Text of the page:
Eat meat? For your consideration…

Let me begin by saying that I’m not anti-meat.  And by meat, I mean food from any animal flesh:  poultry, pork, beef, fish, etc.  I became vegan for health reasons.

So, as a vegan, I don’t mind that people eat meat.

As a citizen, I mind that people eat meat that comes from factory farms or CAFOs (Concentrated Animal Feeding Operations).  I understand that many don’t know what these CAFOs do and how their practices hurt the environment and the health of the people who live near them.  With the exception of a few brilliant, brave voices, we have been kept from the fact that these operations are the reasons that the larger society must confront threats like e coli, Mad Cow, and MRSA, as well as complex environmental challenges.

I also understand that that to purchase organic, grass fed, free-range can be crazy expensive.  I know that some people don’t have easy access to these foods.

That said, our general ignorance needs to be addressed.  Our priorities need to be changed.  Our idea of what our food should be has been skewed by standardization induced by hormones, antibiotics, and unnatural feeding practices of the animals; we must find ways to reject the practices that are so detrimental to us in so many ways.

Making a life change because it’s healthy for us and our families and because it’s the socially responsible (it makes a statement about what we accept for our fellow citizens) thing to do might be difficult.  But the right decision should be the decision.

I don’t eat meat, but I’d like to share a comparison that I think is apt.  I love coffee.  I’m addicted to it.  In our house, as soon as we were made aware of the difference between regular Folger’s or Maxwell House type brands and Fair Trade brands like Green Mountain, we switched to the more expensive Fair Trade coffee.  Fair Trade means that growers are paid a fair wage and cannot be exploited by large corporations who can set low prices because they’re the only game in town.  Further, these growers produce organic coffee that does not negatively affect the environment.  Once the recession unfolded, however, and our family took a serious financial hit, I made excuses and went back to cheaper coffee.  I was almost embarrassed to be seen taking it off the shelf and putting it into my cart.  The dissonance was so strong that I couldn’t take it anymore.  The result was that we cut back on coffee consumption so that we could afford to purchase the right coffee.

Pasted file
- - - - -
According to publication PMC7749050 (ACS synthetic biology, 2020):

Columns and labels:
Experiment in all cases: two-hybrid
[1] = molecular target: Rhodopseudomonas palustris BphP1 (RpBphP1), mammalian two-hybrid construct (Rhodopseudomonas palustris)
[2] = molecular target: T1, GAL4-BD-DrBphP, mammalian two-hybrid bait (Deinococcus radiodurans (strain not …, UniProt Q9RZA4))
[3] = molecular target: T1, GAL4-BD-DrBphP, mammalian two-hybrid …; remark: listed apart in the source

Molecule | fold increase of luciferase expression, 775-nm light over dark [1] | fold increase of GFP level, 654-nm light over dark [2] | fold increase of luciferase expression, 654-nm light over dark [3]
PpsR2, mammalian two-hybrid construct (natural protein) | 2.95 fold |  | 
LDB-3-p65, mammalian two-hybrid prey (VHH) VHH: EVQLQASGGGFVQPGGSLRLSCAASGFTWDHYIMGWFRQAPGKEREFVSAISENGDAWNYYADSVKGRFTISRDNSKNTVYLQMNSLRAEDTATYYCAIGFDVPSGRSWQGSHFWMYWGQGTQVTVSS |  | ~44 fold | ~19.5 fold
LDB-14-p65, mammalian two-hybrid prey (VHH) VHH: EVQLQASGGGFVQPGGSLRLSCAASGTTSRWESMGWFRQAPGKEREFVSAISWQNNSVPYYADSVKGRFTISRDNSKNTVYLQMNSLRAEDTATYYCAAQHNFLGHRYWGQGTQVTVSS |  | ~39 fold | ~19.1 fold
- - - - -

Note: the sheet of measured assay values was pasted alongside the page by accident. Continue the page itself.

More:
If we all consider our purchasing decisions more carefully, recognizing that an ethical purchase might mean that we eat more expensive foods less frequently, won’t we all be better off in the long run?  So maybe instead of accepting factory farmed meat, loaded with chemicals and antibiotics, with byproducts that include contaminated drinking water and polluted communities and watersheds, we should cut meat consumption to several fewer times a week and pay more to support sustainable, responsible agriculture.

As you think about this, I urge you to read David Kirby’s Animal Factory, watch the Oscar nominated Food Inc., and look up news stories about how these CAFOs hurt the very communities that they make their home.

Change is hard.  But with information, it is the only choice.

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3 responses to this post.

  1. I suggest a novel “Two Caravans” by Monica L (can’t spell and somebody has pinched my copy but she wrote the book about Tractors in the Ukraine). Anyway, it is an entertaining read but after you’ve read the chapter about chicken farming you won’t ever want cheap chicken again.
    Like you I try to buy organic/fair trade/ nicely farmed/local/ sustainable food. It costs more, but it makes me think about what I eat. Also, because it costs more I am very careful not to waste food.

    Reply

    • Thanks for the book suggestion. I agree with the sentiment about being less likely to waste when things cost more. That’s an excellent point that I hadn’t considered!

      Reply

      • Yes! Yes! Yes!

        To quote you: “The result was that we cut back on coffee consumption so that we could afford to purchase the right coffee”

        We did the same thing!!!!!!!!!!!

        Doing it with coffee and meat.

        It’s really not that hard. We cut out other things in the food budget in order to do so: endless snacks.

        It can be done, and I’m tired of hearing “we can’t afford it”. I want to scream, “Yeah, well put back all those soft-drinks and bottled water and then maybe you will free up your money for the good stuff!”

        Thanks!

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